“There are so many obstacles to overcome and I can’t…present myself the way I want to.”
“It helps to get the dirt off, get the shovel off the grave and you sort of feel better.”
“It restored my self esteem. It gave me a little more hope that I could get through this.”
“It puts some hope there, something other than being inside, somebody’s helping you and making you feel normal.”
“I can at least appear who I once was.”
Those are the the voices of some of the clients of Beauty in Transition, an art project begun by Jody Wood in 2006 that gives haircuts to homeless people. Through arts funding and grants, Wood brings her a mobile hair salon in a van with volunteer stylists to shelters and offers people the chance for a free cut, style, and makeup.
“It’s such a small gesture you wouldn’t really think it would have such an emotional impact,” Wood said. But as the reactions from her clients show, a small thing like a haircut can mean a lot to someone who is coping with the chaos of living in a shelter. “There’s this…feeling of stasis when you’re homeless, waiting for things to happen…waiting for life to start again,” she said. “The simplest thing like a hairstyle or a haircut is just that lift to make you feel like your life is moving again.”
“I’ve also had people that expressed to me that it’s reconnected them with who they used to be,” she added. “They see themselves in the mirror and say, ‘This is reminding me of who I used to be and who I want to become.’’
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Wood began Beauty in Transition in Lawrence, Kansas while she was a graduate student and has since taken it to Denver, Colorado; Philadelphia and Reading, Pennsylvania; and New York City. As a visual artist, she’s explored transitional times in people’s lives: death, trauma, aging, and loss, such as the loss of a home. “My practice has been concerned with social support systems and a lack of systems during transitional moments,” she said. “I really want to rethink those social structures surrounding tradition through art.”
Her project aims to break down the stigma homeless people face through the face-to-face contact of a haircut. “Homelessness is already such a struggle, and instead of people coming to your aid people judge you,” she noted. She also pointed out that many people feel that the homeless should only be given the bare necessities to survive. Haircuts, she said, aren’t “seen as an essential need, but that’s part of why we’re not treating the homeless with dignity… Humans have a lot of desires and needs beyond just physical needs.”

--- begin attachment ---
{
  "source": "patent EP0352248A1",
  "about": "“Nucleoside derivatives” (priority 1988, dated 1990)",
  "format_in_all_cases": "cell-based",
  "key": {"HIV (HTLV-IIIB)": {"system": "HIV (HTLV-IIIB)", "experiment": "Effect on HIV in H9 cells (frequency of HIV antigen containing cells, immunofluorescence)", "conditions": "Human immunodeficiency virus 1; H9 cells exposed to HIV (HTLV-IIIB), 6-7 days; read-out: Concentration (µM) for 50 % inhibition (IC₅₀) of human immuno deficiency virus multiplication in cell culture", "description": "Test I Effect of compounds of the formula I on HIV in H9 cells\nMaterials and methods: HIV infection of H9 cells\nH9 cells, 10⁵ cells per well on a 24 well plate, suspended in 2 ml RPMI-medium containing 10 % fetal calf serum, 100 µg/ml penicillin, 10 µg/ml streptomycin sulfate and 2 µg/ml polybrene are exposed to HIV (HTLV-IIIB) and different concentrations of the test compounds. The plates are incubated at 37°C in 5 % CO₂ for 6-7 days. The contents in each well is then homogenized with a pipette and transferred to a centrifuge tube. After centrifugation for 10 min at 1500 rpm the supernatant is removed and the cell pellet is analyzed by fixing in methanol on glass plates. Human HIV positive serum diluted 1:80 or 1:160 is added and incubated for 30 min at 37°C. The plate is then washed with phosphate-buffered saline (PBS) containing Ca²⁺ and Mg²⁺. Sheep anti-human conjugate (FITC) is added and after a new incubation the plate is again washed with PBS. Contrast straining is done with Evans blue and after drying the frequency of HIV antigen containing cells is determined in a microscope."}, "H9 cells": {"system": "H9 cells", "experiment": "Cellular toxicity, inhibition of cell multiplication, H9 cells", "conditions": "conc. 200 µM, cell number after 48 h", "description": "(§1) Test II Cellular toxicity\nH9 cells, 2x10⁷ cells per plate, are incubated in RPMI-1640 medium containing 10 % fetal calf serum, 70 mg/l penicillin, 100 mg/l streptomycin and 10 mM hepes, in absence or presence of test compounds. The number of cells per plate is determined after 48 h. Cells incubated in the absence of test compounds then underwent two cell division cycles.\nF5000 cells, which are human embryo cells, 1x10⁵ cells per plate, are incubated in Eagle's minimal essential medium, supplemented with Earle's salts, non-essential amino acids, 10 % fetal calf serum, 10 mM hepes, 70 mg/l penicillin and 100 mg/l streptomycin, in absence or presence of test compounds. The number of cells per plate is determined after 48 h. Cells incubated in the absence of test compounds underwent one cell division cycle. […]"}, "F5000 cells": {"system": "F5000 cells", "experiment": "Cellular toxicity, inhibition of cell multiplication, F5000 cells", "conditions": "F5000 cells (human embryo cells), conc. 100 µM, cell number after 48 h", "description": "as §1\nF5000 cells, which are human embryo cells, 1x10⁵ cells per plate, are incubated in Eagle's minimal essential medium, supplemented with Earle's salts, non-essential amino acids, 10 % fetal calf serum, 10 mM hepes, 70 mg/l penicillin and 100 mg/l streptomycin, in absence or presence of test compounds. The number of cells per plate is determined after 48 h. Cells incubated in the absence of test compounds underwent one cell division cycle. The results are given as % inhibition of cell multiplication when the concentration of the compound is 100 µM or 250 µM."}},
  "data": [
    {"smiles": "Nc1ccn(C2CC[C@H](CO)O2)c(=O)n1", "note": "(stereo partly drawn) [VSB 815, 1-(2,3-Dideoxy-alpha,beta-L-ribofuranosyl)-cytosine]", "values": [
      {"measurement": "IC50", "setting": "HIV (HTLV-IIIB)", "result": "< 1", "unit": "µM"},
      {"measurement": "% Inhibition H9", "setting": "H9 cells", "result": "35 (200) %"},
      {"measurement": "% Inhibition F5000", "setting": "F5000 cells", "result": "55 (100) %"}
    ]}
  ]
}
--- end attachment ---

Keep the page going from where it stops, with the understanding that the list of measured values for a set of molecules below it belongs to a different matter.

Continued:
Other organizations have worked on the same issue in other ways, many by starting mobile shower and laundry units to help the homeless get clean in a private setting. New Mexico has considered turning its buses into shower units.
There is also a practical consideration, of course, of giving someone a haircut. That can help them look their best and feel confident for, say, a job interview or an appointment. But Wood wants to resist the idea of giving haircuts just for those narrow aims. “I actually want the project to be very open-ended and for people to use it however they want,” she said. She noted that a lot of life inside a shelter is structured and full of mandated activities. Her project “gives someone the dignity of having a choice of how to use it,” she said. It can be “just for yourself, something you do just to take care of yourself and not meet those requirements.”
When she first arrives at a shelter, she said the first people to sign up are the most outgoing. But word quickly spreads. She describes the mood inside the van as “celebratory,” transforming people’s mood and even the way they carry themselves. Once others see that happen, everyone wants in. “It’s been really popular,” she said. “I’ll have so many people sign up that I can’t even get to everyone.”
The next step for Beauty in Transition will be taking over a vacant storefront in the more rural area of Kingston, New York and working with local shelters to transport their clients to the pop up location. That iteration will explore rural homelessness as well as prove “the project can be replicated really anywhere there’s space for it,” she said.